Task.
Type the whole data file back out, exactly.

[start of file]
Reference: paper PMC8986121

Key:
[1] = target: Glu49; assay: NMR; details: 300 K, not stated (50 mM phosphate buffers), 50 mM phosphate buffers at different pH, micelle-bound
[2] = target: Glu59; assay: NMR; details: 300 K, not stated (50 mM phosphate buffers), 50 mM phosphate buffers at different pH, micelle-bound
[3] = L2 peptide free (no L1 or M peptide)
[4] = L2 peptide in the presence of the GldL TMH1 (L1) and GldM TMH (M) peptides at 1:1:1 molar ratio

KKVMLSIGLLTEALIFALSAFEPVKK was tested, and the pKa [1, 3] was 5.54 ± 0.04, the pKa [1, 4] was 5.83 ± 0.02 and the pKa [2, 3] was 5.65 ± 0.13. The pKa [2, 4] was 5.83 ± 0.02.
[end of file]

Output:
Reference: paper PMC8986121

Key:
[1] = target: Glu49; assay: NMR; details: 300 K, not stated (50 mM phosphate buffers), 50 mM phosphate buffers at different pH, micelle-bound
[2] = target: Glu59; assay: NMR; details: 300 K, not stated (50 mM phosphate buffers), 50 mM phosphate buffers at different pH, micelle-bound
[3] = L2 peptide free (no L1 or M peptide)
[4] = L2 peptide in the presence of the GldL TMH1 (L1) and GldM TMH (M) peptides at 1:1:1 molar ratio

KKVMLSIGLLTEALIFALSAFEPVKK was tested, and the pKa [1, 3] was 5.54 ± 0.04, the pKa [1, 4] was 5.83 ± 0.02 and the pKa [2, 3] was 5.65 ± 0.13. The pKa [2, 4] was 5.83 ± 0.02.